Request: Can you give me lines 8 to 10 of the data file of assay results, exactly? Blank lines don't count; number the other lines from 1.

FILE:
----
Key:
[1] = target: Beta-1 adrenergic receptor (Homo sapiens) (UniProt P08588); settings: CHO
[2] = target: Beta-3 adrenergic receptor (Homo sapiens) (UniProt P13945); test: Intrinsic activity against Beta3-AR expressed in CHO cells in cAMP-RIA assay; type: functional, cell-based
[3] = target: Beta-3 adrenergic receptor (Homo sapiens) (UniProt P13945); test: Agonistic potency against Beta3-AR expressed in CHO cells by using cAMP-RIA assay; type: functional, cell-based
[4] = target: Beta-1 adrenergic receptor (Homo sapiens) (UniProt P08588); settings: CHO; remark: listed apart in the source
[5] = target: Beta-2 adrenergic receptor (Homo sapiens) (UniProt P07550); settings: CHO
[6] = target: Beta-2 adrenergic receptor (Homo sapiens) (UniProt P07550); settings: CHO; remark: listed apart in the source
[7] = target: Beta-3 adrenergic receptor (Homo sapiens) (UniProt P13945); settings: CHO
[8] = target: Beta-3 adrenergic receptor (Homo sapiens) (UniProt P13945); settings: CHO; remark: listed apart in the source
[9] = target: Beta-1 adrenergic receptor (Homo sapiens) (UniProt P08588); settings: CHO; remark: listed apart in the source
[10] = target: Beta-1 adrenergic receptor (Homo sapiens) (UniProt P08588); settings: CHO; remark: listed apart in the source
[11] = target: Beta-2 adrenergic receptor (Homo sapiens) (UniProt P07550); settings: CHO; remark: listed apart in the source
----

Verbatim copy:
[7] = target: Beta-3 adrenergic receptor (Homo sapiens) (UniProt P13945); settings: CHO
[8] = target: Beta-3 adrenergic receptor (Homo sapiens) (UniProt P13945); settings: CHO; remark: listed apart in the source
[9] = target: Beta-1 adrenergic receptor (Homo sapiens) (UniProt P08588); settings: CHO; remark: listed apart in the source